Africa: Shake the tourism tree to increase revenues

tourism

At the 2019 Namibia Economic Growth Summit held in Windhoek to revive inclusive economic growth, a breakaway session on Unlocking Tourism’s Potential was held on July 31st, where a talented panel of tourism experts led by the Minister of Environment and Tourism Pohamba Shifeta, tackled the challenge laid down by President Hage Geingob when he opened the conference by saying: “This is the time to shake the tree and take corrective measures to effectively boost economic transformation.”

The goals of the session were to look at Namibia’s competitive advantages in the hospitality, travel and tourism sector and examine barriers to increased investment. The panel was invited to specifically suggest targeted ideas on how to increase tourism arrivals which will in turn increase employment, state revenues, and private sector profits and encourage more investment.

The tourism panel included: Collin Bell, a well-known entrepreneur and co-founder of one of the most successful tour and safari companies in Africa, Wilderness Safaris, who later went on to found Natural Selection Safaris and Gys Joubert, the Managing Director of Namibia’s own successful Gondwana Collection that has 18 lodges and employs over 1,000 people.

Also on the panel was Tom Buncle, Managing Director of Yellow Railroad based in the UK, which is an international destination marketing consultancy company and Bernd Schneider, the Chairman of the Federation of Namibian Tourism Associations (FENATA).

The Minister opened the session by stating that 1.4 million tourists arrived in Namibia in 2018 which represents a significant increase over previous years. However, he stated, “Tourism worldwide tops over 1.4 billion travellers with only 60 million coming to all of Africa.” The challenge is to increase the flow of world travellers to Africa and specifically Namibia.

Shifeta stated, “There are more revenues to be gained, but we must sustainably provide for a better tourism experience for our visitors.”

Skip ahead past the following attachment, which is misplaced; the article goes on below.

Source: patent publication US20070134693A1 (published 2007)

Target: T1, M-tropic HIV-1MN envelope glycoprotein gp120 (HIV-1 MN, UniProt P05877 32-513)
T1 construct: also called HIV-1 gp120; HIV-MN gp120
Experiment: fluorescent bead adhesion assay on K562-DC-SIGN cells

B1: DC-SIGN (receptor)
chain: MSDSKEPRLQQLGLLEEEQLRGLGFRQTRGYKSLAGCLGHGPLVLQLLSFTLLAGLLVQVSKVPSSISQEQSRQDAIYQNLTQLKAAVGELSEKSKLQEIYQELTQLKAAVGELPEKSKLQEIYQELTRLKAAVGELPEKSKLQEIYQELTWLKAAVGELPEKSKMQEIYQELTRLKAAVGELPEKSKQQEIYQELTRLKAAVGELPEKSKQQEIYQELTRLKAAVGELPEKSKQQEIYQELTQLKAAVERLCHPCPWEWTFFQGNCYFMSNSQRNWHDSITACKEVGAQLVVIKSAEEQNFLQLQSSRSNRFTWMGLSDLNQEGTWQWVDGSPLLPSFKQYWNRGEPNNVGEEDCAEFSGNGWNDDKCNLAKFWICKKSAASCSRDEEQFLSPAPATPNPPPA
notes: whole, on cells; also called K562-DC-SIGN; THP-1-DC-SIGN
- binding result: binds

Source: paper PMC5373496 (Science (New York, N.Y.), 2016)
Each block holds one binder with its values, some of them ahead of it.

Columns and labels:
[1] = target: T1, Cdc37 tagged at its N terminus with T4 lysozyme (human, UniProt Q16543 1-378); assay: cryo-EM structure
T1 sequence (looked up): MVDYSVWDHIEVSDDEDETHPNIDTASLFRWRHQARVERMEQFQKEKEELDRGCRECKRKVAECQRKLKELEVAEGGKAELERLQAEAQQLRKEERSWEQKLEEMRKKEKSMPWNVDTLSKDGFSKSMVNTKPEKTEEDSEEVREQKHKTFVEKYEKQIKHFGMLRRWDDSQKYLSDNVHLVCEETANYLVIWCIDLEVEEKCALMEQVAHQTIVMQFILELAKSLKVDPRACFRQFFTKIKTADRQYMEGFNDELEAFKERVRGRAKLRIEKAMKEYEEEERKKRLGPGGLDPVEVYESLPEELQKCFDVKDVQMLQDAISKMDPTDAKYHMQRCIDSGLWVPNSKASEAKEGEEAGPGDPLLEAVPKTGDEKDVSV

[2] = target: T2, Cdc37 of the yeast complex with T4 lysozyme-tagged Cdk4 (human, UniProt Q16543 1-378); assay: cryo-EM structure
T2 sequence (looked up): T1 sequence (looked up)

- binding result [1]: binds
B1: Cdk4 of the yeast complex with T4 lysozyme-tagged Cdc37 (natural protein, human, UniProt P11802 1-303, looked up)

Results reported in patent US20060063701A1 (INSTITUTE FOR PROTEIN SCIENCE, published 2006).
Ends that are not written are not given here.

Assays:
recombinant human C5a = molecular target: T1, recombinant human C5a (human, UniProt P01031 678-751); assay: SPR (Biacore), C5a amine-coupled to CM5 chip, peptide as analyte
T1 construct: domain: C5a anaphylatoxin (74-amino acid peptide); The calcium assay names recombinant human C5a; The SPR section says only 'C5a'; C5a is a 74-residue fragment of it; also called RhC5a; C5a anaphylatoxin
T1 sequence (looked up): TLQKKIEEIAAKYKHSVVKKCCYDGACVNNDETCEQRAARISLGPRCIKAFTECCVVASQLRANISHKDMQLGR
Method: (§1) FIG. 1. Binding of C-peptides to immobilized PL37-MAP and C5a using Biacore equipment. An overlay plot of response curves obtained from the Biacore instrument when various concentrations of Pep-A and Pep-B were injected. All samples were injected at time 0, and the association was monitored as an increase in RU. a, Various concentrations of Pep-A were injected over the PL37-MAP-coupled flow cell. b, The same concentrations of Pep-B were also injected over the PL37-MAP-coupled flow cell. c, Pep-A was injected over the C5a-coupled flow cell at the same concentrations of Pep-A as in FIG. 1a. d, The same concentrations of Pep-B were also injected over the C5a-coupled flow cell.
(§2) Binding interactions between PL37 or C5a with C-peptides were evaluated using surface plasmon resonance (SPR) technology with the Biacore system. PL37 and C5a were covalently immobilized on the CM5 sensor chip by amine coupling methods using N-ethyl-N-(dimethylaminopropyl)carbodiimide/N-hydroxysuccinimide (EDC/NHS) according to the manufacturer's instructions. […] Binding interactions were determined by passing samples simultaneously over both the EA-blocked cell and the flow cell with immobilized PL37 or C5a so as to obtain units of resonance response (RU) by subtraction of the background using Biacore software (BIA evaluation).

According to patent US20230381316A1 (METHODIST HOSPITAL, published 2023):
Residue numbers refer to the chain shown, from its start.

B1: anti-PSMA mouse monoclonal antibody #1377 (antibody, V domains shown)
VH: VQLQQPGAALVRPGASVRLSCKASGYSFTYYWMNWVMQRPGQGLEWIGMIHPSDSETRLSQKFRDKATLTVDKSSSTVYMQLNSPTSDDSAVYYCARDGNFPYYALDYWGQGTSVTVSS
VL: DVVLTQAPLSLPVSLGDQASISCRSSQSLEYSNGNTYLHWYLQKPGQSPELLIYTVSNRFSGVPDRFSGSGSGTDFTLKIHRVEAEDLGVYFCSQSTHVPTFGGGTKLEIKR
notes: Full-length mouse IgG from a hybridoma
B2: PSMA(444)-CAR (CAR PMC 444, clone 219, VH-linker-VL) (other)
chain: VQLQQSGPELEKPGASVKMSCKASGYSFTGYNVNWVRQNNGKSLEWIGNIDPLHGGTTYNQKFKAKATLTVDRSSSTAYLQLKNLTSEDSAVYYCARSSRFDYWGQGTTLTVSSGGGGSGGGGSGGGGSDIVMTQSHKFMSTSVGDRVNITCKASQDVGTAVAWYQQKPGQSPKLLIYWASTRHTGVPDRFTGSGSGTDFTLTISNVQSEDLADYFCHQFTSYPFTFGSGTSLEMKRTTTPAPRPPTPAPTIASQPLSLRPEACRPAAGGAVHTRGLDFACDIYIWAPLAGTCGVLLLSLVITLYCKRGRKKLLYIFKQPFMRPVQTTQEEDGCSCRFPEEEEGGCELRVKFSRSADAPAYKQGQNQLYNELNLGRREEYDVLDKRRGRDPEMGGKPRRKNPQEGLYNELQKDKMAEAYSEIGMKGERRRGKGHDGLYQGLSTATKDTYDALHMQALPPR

Bell confirmed that Namibia “gets it right” with the tourism product offered for the mid-level world traveller. “Namibia has landscapes and wildlife and cultural presentation at a high level; those boxes are ticked. Namibia does an extraordinary job and gets an 8 or 9 out of 10. But, when you look at providing for the bigger-spending traveller, Namibia gets a 1 out of 10. This is not a negative, it is a growth opportunity.”

The South African Tourism Board member suggested that revenues can be increased by including exclusive park entry times and special entry gates (for a higher price) for privacy-seeking, higher-end travellers.
He stated that offering more benefits to high-end tourists can raise an additional “N$600 million each year for MET.”

Joubert suggested that companies already investing in Namibia can increase that investment with support from government on two fronts, “inside national parks and on communal conservancies.”

He stated that if opportunities inside parks are available equally to all, then there can be innovative business opportunities right now.

Gondwana has made successful investments in communal areas, but the conservancy investment model needs tweaking. “The model, as seen in the King Nehale conservancy where Gondwana is building an N$85 million lodge on land that belongs to the community, can work. The community gets a guaranteed 50 percent profit share. But, the problem is that the land tenure is only 25 years. Take N$85 million and divide it into 25 years and the profitability of the model runs into problems; rather, make it a 99 year lease. Land tenure must be secure to encourage larger investments.”

Buncle says, “The world has misperceptions about Africa that can block people from booking trips to the continent. We need to use all avenues to spread the word about the beauty and safety of Africa.” Increasing improved roads, air access and training in customer service in Namibia are other ways to increase tourism arrivals.

And finally, Schneider made the strong point that summit sessions on tourism must include all the ministers. “There is great potential, but a lack of understanding of tourism and that leads to low commitment to the growth of the sector.”

Tourism is a cross-cutting sector; all ministries have a role that touches tourism. Schneider concluded that, “Profitable growth in the tourism sector can increase from 11 percent GDP contribution to 15 percent, easily.”

By Jackie Wilson Asheeke
Source: observer.com.na

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